The American copyright industry generates billions of dollars in annual revenue and is generally seen as one of the primary export products.
Whether it’s movies, music, software or other goods, US companies are among the market leaders.
This position has also made the US a leader when it comes to international copyright law and regulations. All around the world, laws have been tweaked and altered to accommodate the interests of major copyright holders.
These changes are usually the result of diplomatic pressure where major US companies get help from the US Government to protect their interests. For example, last year the USTR launched a review of South Africa’s copyright protection policies, with the threat of potential trade sanctions.
At the moment, the USTR is working on its annual review of China to see whether the country complies with its World Trade Organization (WTO) obligations. This triggered a response from various stakeholders, including several of the leading copyright groups.
One of the most detailed submissions comes from the International Intellectual Property Alliance (IIPA), which counts copyright groups including the MPA, RIAA, and ESA among its members. Their submission highlights that China has made some progress in recent years on various copyright issues, but more can be done.
Earlier this year China’s National People’s Congress released a draft bill to amend the country’s copyright law. This includes a wide variety of changes that are positive, IIPA notes, but there’s a detailed list of shortcomings too.
“While there are other positive aspects of the draft amendments—including enhanced remedies against infringement, increased damages, and the addition of punitive damages—the draft amendments do not address a number of deficiencies in China’s legal framework,” IIPA writes.
The key demands related to the copyright law amendments are summarized in the bulleted list below, which the IIPA handily provided.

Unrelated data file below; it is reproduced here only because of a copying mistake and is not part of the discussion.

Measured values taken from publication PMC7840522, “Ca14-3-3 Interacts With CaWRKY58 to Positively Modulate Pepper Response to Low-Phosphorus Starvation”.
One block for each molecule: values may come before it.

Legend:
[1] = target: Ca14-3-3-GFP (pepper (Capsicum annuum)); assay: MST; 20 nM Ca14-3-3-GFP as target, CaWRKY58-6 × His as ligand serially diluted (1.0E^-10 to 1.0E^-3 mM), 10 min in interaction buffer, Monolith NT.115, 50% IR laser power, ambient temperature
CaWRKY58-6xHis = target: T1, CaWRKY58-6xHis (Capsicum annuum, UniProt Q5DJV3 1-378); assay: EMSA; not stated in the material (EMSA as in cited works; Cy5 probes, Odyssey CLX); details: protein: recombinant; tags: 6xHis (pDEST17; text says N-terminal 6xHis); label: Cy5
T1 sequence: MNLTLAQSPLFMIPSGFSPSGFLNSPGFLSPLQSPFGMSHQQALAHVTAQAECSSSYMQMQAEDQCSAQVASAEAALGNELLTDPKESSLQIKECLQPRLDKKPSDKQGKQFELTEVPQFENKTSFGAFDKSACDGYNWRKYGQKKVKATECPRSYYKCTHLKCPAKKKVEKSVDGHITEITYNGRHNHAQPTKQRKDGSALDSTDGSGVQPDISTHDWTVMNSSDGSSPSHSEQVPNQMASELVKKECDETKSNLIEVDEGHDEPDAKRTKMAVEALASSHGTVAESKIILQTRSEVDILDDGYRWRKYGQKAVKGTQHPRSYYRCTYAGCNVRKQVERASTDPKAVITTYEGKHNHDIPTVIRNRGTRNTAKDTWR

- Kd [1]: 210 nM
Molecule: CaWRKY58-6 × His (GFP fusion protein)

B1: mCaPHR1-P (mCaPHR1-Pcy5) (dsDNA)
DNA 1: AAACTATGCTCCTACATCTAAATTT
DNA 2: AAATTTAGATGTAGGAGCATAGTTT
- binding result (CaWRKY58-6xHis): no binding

For example, the US copyright groups would like China’s copyright law to support “no-fault” injunctions, so Chinese ISPs can be ordered to block pirate sites that are hosted overseas or operated by unknown persons.
This is an interesting demand, as these same “no-fault” injunctions don’t exist under US law. This is one of the main reasons why pirate sites are not blocked in the United States.
IIPA also suggests updating China’s law to extend the copyright term, which is currently the life of the author plus 50 years. According to the copyright holders, this should be extended by a minimum of 20 years.
Changes to China’s copyright law should further allow for stronger enforcement options to tackle pirate apps and websites, which remain a problem.
The submission calls out a long list of pirate sites and services, including 3dmgame.com, zimuzu.tv,25 btbtdy.net trix360.com, 92flac.com, sq688.com, 51ape.com dygod.net, ygdy8.com, gaoqing.la, mp4ba.com, btbtt.co, piahua.com, vodxc.com, lbdly.com, yymp3.com, musicool.cn, xh127.com, b9good.com, dygang.com, and many others.
The liability of online service providers is another topic IIPA would like China to address. Current law already covers secondary liability for ISPs, but IIPA suggests that the law should be clarified to “ensure more predictable liability decisions by Chinese judges.”
Some service providers are called out specifically by the copyright groups. They include Chinese technology giant Baidu, and specifically, its the cloud-storage service Baidu Pan.
According to IIPA, Baido Pan is regularly used by pirates and the notice and takedown system hasn’t been effective in deterring this problem. The Chinese Government should step up and convince the company to use rigorous filtering technology to deal with this.
“China’s government should encourage Baidu to do more, including improving implementation of its takedown tools, applying rigorous filtering technology to identify infringing content, and taking more effective action to suspend or terminate repeat infringers to ensure infringing content and links are removed expeditiously,” IIPA writes.
IIPA’s wishlist doesn’t come as a surprise. Also, since it’s merely a submission to the USTR, these demands may never reach the Chinese Government. And even if they do, China may not be very receptive.
Generally speaking, China is very cautious when it comes to outside influence within its borders. This is also reflected in IIPA’s own submission, which notes that foreign anti-piracy groups are prohibited from investigating piracy in China.
A copy of IIPA’s submission to the US Trade Representative, which overed a wide range of other IP-issues, is available here (pdf)